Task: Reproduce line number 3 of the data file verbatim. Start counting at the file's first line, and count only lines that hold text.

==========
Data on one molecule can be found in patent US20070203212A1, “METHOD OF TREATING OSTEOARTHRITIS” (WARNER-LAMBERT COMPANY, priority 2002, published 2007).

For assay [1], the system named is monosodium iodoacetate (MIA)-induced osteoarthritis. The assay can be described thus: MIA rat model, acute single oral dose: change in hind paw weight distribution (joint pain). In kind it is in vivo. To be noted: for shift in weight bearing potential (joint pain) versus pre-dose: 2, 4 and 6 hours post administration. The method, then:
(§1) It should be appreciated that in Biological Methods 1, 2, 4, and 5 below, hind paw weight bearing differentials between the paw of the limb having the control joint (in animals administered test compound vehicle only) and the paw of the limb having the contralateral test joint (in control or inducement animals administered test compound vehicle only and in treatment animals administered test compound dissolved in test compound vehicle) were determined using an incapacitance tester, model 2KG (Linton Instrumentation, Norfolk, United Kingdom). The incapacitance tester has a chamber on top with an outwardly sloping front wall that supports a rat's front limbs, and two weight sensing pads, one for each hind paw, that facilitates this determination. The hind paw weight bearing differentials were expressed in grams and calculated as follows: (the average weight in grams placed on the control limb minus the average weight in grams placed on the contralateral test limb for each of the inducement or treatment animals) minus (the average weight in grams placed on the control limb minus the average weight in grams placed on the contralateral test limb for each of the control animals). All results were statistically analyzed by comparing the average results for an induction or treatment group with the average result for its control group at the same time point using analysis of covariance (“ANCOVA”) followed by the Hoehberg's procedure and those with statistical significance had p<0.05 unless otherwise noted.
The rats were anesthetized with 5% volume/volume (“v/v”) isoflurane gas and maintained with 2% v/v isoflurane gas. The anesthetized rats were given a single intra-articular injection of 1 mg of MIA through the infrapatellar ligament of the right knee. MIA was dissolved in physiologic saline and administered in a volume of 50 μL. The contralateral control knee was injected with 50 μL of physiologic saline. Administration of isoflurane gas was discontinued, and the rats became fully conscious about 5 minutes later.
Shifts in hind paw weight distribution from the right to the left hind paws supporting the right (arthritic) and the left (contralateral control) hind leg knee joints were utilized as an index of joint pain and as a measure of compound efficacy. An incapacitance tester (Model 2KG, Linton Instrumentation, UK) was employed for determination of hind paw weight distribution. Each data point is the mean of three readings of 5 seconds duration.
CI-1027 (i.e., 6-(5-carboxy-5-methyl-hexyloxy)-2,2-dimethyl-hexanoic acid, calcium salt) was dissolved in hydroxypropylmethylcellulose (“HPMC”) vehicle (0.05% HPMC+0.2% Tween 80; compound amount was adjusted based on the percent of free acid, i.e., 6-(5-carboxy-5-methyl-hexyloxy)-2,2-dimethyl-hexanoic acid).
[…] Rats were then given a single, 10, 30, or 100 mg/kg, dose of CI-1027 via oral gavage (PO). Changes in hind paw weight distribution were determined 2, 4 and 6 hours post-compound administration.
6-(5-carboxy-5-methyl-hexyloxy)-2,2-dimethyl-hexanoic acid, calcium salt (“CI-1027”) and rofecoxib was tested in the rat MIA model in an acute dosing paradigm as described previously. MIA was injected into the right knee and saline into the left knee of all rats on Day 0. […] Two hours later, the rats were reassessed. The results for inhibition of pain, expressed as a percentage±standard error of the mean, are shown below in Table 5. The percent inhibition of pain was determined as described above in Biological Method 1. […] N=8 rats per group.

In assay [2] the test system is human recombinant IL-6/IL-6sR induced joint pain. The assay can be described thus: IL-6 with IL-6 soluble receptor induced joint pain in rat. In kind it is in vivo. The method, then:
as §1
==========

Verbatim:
(§1) It should be appreciated that in Biological Methods 1, 2, 4, and 5 below, hind paw weight bearing differentials between the paw of the limb having the control joint (in animals administered test compound vehicle only) and the paw of the limb having the contralateral test joint (in control or inducement animals administered test compound vehicle only and in treatment animals administered test compound dissolved in test compound vehicle) were determined using an incapacitance tester, model 2KG (Linton Instrumentation, Norfolk, United Kingdom). The incapacitance tester has a chamber on top with an outwardly sloping front wall that supports a rat's front limbs, and two weight sensing pads, one for each hind paw, that facilitates this determination. The hind paw weight bearing differentials were expressed in grams and calculated as follows: (the average weight in grams placed on the control limb minus the average weight in grams placed on the contralateral test limb for each of the inducement or treatment animals) minus (the average weight in grams placed on the control limb minus the average weight in grams placed on the contralateral test limb for each of the control animals). All results were statistically analyzed by comparing the average results for an induction or treatment group with the average result for its control group at the same time point using analysis of covariance (“ANCOVA”) followed by the Hoehberg's procedure and those with statistical significance had p<0.05 unless otherwise noted.